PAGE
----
Prodeus Review – More Pixelated Blood, Please

Prodeus Review – More Pixelated Blood, Please

We love returning to the past to enjoy game genres as we did growing up. However, nostalgia sometimes can’t save these experiences from the lack of modern game design. When it comes to first-person shooters, classic DOOM brought the genre to a new age, but now it’s up to developers such as Bounding Box Software to take this blueprint and get it to a new era. Their title, Prodeus, is a gory action fest that delivers an addictive shooting experience and doesn’t slow down for a second.

Prodeus has a narrative, I think. The game shares bits of lore found throughout the campaign, but I don’t think anyone playing will care enough to pause the action to understand it. I suppose you can use the brief moments between stages to catch your breath, but the action rarely stops, and I believe that’s by design. Instead, you’re constantly moving forward in this adventure with the option to replay levels if only for a higher score or to find secrets and items.

With the main inspiration being games like DOOM and Star Wars Dark Forces, you’d think the developers would rely heavily on these gameplay elements to satisfy fans. But, instead, everything is turned up to 11, and players will find that inspiration is only the foundation of this over-the-top blood bath. Environments are brief but offer so much to discover for those with a bit of patience or a keen eye. While not every level was memorable, there’s always something to discover if you look around.

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It’s ultimately these secrets that kept me on my toes. Many times, they’ll lead to Ruins and other items that are used to purchase new weapons. However, these also might contain different encounters that you weren’t expecting. I never felt like I went too far out of my way for a secret, and often, you are teased with a locked gate that you must figure out how to get past. Sadly, the stage design makes many early levels blend with little differentiation. I never felt like areas were reused, but the theme of hellish red and various dark corridors made it seem like I had been playing one stage for a long time.

The levels are quick; you’ll be running through guns blazing from the entrance to the exit. Sadly, not every stage is capped off with a boss encounter, and some just end with a hard stop, but it’s never a problem because seconds later, you’re in a new stage raining hellfire onto every demon in your path.

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The gunplay in Prodeus is some of the best I have experienced in the genre. There are a few options in terms of difficulty and accessibility, which you may want to fine-tune depending on your skill level. This game can be exceptionally challenging. Throw in a bit of ammo scarcity and gangs of enemies that never stop trying to kill you. You have a heart-pounding experience that’s exceptionally difficult to look away from.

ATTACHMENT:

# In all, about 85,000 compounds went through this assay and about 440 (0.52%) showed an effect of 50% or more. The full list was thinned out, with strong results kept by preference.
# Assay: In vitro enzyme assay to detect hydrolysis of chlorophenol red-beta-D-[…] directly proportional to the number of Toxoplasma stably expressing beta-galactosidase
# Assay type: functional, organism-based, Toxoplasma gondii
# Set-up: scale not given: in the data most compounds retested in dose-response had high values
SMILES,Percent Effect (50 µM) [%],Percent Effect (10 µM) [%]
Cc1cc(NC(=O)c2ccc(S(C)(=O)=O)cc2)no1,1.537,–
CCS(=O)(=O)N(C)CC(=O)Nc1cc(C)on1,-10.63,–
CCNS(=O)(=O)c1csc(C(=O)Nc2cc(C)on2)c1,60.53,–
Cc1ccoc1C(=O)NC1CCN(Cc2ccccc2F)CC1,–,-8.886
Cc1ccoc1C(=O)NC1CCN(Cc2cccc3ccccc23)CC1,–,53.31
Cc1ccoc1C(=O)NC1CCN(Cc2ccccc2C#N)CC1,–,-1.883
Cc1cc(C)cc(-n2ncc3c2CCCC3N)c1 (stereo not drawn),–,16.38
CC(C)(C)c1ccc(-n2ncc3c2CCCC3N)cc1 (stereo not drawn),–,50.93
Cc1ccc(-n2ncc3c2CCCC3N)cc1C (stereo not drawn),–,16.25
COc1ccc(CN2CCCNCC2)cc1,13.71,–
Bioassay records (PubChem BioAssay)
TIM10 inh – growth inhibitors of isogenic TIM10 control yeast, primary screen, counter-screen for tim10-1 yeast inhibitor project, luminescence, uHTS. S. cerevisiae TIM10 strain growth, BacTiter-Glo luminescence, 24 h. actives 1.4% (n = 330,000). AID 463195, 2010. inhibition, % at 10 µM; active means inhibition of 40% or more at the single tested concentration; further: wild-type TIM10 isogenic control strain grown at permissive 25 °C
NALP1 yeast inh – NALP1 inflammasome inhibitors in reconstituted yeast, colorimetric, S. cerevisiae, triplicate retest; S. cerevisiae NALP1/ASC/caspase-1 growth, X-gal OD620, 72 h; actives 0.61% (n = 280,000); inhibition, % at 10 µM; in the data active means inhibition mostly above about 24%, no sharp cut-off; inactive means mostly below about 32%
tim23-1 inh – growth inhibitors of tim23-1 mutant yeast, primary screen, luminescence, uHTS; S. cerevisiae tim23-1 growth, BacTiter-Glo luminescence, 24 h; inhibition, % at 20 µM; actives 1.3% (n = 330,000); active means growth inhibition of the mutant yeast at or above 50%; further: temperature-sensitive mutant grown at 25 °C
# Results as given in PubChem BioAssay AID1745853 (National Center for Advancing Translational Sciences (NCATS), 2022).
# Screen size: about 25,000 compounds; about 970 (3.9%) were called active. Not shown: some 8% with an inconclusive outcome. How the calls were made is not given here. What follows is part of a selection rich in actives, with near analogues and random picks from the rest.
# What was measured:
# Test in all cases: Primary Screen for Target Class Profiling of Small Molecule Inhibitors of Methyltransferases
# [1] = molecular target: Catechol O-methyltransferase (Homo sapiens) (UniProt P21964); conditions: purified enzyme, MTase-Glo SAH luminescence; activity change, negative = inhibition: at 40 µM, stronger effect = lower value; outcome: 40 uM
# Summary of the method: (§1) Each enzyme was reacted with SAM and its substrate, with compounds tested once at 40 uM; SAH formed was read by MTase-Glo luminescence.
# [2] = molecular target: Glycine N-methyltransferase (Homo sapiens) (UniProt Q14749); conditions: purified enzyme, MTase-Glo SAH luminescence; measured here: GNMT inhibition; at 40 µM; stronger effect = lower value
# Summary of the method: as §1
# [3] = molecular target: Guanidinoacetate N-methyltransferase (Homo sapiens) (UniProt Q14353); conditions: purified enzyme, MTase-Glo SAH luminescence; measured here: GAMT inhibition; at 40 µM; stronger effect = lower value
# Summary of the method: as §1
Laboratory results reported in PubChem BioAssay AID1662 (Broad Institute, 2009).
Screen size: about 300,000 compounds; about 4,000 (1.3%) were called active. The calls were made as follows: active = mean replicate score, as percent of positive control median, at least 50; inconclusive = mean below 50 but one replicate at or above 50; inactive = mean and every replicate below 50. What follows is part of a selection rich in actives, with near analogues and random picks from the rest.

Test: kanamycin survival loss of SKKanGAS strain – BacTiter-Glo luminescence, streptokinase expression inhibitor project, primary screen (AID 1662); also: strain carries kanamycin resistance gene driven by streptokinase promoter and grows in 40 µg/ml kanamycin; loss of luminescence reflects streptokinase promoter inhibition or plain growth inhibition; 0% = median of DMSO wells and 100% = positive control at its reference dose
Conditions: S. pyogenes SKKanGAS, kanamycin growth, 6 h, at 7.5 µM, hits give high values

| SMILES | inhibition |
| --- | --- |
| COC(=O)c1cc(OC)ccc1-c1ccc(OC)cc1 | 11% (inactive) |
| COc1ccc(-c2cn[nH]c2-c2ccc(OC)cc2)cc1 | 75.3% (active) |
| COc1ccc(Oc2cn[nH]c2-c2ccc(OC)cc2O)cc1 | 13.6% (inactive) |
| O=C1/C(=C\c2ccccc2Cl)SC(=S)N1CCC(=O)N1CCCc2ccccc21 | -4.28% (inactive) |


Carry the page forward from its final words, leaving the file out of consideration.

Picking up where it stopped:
The player character’s mobility is fast, as if they’re gliding across the stage. This is needed for strafing or clearing a short platforming section. There’s an assist feature where players can lock onto enemies to make shooting more manageable. However, the range of weapons is questionable, as I can fire a shotgun and still hit a target from across the stage. The higher difficulties make things more challenging, but some liberties were taken regarding the effectiveness of the weapon types.

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While ammo is limited, there are plenty of weapons to unlock and switch between. Dual machine guns, plasma rifles, snipers, rocket launchers, shotguns, and more. These guns are all good at clearing out enemies in style. I don’t think there was one weapon I didn’t enjoy using, and I appreciated how the developer crafted levels so that you can’t use the same weapon throughout the entire stage because you’ll run out of ammo at some point.

As gory and gloomy as Prodeus is, it’s an insanely pretty game. The graphics mirror retro shooters but with a 3D coat of paint. The particles fill the screen as you shoot down enemies. Sparks fly from your weapons, and blood splatters across the stage. All this happens while you listen to some of the most incredible tracks from composer Andrew Hulshult.

Other modes include co-op and competitive multiplayer with leaderboards to best your time and scores. A level editor is also available with tools to create maps to your heart’s content. However, given that I lack design skills, I opted to play through the community-created levels instead.

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Prodeus is an excellent experience for modern and retro first-person shooter fans. The pure carnage of the gameplay and high replayable offered makes it a game that can be easily returned to in small bursts or long play sessions. The level themes may be limited, but if you’re here for a challenge and gallons of pixelated blood, you’ve just found one of the most addictive shooters of 2022.

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